Commentary: Utahns want and need clean car standards

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This year, the U.S. Environmental Protection Agency (EPA) and the U.S. National Highway Traffic Safety Administration (NHTSA) are expected to finalize their rollback of America’s clean car standards. These successful standards to increase fuel economy and reduce tailpipe pollution are already saving people money at the pump and cleaning up pollution in our communities. As co-chairs of the Clean Air Caucus in the Utah Legislature, we were proud to join local leaders in Salt Lake City to speak out against this dangerous and costly clean cars rollback.

One of our most important jobs as state representatives is to bolster Utah’s economy. By standing up for clean car standards, we are doing just that, because any rollback will cost Utah families hard earned dollars.

According to a new report released by Consumer Reports, if EPA and NHTSA move forward with their rollback, American consumers stand to lose about $460 billion in fuel savings in the coming years. In Utah, drivers have saved $270 million to date due to the current standards, and if they remain in place, the average Utah household will be $3,050 richer by 2030. Rolling these standards back would undermine local economies by pulling these savings right out of the pockets of Utahns.

These standards are also already spurring job growth in our state and across the country. Nationwide, there are 288,000 jobs associated with clean vehicle technologies. In Utah, we can expect 4,700 new jobs by 2030 if the clean car standards remain in place. We must encourage job growth in Utah, and these standards help fuel our growing clean energy economy. However, if they are rolled back, it could prevent the creation or cause the elimination of between 89,000 and 202,000 jobs nationally. Our communities cannot afford to go backwards, which is why we are standing up for these critical standards and for jobs in Utah.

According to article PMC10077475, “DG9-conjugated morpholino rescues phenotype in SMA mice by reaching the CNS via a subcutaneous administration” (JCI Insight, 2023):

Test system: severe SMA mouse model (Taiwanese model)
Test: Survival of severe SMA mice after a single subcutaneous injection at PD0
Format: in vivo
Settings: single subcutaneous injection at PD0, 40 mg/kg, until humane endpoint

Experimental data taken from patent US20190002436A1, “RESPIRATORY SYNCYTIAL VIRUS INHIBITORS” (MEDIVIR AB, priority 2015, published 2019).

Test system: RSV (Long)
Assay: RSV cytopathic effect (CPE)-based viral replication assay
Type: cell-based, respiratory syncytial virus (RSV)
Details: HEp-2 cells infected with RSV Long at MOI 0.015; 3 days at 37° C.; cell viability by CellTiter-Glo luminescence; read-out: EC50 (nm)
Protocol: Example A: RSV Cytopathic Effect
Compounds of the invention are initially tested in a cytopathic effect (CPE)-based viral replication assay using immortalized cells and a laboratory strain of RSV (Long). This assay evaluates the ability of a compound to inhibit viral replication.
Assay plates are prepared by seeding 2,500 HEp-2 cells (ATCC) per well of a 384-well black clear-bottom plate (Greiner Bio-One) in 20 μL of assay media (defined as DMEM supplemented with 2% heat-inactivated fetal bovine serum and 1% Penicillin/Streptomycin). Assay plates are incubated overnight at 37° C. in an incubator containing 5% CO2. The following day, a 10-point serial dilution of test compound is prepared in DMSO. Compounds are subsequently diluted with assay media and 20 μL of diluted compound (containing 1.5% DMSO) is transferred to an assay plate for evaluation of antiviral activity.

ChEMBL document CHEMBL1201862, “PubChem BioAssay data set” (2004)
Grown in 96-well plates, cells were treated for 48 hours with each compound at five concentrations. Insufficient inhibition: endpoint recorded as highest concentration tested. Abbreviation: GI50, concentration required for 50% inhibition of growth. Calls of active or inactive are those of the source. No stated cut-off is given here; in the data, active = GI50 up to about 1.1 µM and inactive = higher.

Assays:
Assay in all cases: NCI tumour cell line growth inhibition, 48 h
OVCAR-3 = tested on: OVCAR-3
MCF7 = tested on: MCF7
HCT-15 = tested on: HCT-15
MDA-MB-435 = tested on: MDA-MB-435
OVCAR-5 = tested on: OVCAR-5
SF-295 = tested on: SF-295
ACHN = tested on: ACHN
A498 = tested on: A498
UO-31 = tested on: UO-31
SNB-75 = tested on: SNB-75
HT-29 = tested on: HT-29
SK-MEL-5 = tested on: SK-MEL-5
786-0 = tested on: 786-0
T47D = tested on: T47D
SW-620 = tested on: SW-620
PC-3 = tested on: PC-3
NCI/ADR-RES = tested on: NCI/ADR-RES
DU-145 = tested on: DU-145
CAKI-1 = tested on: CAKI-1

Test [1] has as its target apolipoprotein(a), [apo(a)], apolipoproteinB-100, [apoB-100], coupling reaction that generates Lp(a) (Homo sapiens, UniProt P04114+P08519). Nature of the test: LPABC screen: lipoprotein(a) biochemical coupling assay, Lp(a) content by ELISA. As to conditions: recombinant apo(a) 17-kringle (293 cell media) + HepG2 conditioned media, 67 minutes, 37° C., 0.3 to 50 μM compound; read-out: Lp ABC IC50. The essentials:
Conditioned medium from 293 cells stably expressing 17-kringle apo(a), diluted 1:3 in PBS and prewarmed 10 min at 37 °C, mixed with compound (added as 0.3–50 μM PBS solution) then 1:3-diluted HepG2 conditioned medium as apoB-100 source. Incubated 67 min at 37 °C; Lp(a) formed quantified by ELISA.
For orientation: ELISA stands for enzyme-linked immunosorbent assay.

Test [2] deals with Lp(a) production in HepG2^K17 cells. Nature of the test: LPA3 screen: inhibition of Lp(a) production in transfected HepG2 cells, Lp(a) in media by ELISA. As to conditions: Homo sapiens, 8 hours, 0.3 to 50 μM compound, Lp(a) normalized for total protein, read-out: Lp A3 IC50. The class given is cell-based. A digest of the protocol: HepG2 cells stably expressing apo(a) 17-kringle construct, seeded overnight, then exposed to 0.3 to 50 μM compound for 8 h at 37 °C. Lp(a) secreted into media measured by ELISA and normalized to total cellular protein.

In addition to economic benefits, clean car standards also reduce pollution that drives climate change and threatens the health of Utah families. As Utahns know, the Salt Lake City region suffers from some of the worst air pollution in the country due in no small part to carbon pollution. Instead of rolling back safeguards that help reduce this pollution, we should be strengthening them.

Most insidious is that this rollback doesn’t allow Utah to manage its own affairs or protect its own citizens. The Trump administration’s planned rollback attacks the authority of states, established under the Clean Air Act, to adopt stronger tailpipe pollution standards than those set by the federal government – an example of cooperative federalism that was supported by President Ronald Reagan. Although 14 states and Washington, D.C. – representing over 118 million Americans – already exercise this authority, this rollback would effectively strip all states of their ability to control transportation pollution within their own borders, now and in the future. As members of Utah’s Legislature, we’ll always fight for Utah’s right to decide what’s best for its own citizens.

Rep. Stephen G. Handy, R-Layton
Rep. Suzanne Harrison, D-Draper